In a single year, Clive Barker has managed to accomplish what may have been impossible for others. He, along with co-writer Mark Miller, has salvaged a formerly dying franchise and resuscitated it completely, taking it even beyond its former glory. Barker has taken us on an excursion, from the four corners of the earth to the hottest pits of Hell, where an intense battle between the two worlds presses on, with only a select few able to regain the balance.
This issue of Hellraiser opens with a familiar character, traipsing through a bloody valley in Hell. As the fires beat down on his already festered, weary skin, he begs for the light. A second chance, salvation, anything. Because God “has” to hear, right? Well, as it turns out, it’s not quite God that hears him, but not quite man, either. Captain Elliot Spencer stands there, looking down at him. He offers this pivotal character a deal: help him to fight Kirsty, the new Head Cenobite, in Hell.
Meanwhile, his human team, Tiffany and Theo, are still struggling to destroy all of the puzzle boxes and their worshippers. Spencer informs them that even if the boxes are destroyed, there’s still a way that the Cenobites’ demons can come back, and through this method, Hell can never be truly defeated.
This issue is broken up into two episodes: “Closer to God,” and “My Enemy’s Enemy.” “Closer” focuses on Hell, full of grotesque, decaying bodies and a blood-stained landscape. Jesus Hervas really mastered the human form in this installment; the different body types used in the Hell scenes are varied and real. “My Enemy’s Enemy,” illustrated by Michael Montenat and written by Brandon Seifert (of “Witch Doctor”), is definitely darker, with more black to contrast the neutral colors. However, an element that’s remained consistent throughout not only this issue, but the entire series, is that startling shade of red that never fails to give me chills.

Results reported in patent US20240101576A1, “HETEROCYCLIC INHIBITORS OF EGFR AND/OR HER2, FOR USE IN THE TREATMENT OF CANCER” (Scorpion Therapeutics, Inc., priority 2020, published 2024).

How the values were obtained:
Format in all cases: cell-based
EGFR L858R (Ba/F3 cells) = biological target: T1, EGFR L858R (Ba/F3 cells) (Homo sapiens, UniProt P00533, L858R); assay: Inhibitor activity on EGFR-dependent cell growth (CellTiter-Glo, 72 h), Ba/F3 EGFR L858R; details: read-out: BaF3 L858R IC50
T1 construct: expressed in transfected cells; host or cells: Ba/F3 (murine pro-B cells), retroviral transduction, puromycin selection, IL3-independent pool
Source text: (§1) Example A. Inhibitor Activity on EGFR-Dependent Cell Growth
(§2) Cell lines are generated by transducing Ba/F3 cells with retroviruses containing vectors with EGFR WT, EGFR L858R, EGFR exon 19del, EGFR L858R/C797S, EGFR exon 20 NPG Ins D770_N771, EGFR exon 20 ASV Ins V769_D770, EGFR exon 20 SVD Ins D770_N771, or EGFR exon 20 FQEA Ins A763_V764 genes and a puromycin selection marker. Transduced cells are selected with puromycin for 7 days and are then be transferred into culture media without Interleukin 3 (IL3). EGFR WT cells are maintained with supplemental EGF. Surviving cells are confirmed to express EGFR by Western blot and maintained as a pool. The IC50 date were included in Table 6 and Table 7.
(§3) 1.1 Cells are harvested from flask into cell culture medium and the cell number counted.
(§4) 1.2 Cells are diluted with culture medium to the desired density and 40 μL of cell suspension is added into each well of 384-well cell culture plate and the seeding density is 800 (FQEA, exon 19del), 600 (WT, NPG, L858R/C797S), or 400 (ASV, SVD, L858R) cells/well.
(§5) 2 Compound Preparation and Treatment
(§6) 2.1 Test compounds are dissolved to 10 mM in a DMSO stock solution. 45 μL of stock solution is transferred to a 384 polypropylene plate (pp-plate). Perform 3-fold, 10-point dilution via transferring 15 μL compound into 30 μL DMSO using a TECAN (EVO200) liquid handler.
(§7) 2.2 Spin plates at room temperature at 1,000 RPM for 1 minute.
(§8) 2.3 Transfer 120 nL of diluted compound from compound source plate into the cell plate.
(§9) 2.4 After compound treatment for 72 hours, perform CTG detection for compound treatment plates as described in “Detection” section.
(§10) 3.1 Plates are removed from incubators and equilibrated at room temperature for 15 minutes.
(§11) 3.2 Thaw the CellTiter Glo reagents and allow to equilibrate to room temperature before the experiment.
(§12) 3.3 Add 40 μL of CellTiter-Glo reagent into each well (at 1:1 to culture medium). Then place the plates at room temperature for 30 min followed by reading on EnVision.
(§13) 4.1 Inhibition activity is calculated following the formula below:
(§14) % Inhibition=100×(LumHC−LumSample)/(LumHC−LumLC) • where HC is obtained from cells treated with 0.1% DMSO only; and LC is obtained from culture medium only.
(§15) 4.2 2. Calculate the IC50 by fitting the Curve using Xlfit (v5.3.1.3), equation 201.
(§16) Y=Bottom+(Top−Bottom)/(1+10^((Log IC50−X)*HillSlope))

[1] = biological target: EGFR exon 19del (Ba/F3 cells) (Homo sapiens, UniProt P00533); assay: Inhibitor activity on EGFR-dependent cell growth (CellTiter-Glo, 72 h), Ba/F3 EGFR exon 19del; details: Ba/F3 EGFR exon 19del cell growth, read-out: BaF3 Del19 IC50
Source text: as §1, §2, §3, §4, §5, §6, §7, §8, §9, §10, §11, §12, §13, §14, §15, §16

I know that this probably goes without saying, but “Hellraiser: Annual” marks a fantastic year for this series. Clive Barker and Mark Miller have consistently delivered an intricate and engaging story that propels us between worlds with the characters. We have not just followed Kirsty’s and Pinhead’s transformations; we, as fans, have evolved with them. We’ve been placed into these new depths of Hell and Earth alongside them, experiencing their fears, and feeling their pain. After the years of lost mythology and skewed plots, the sinking ship that was once the Hellraiser franchise is now navigating calmer waters, smooth sailing.
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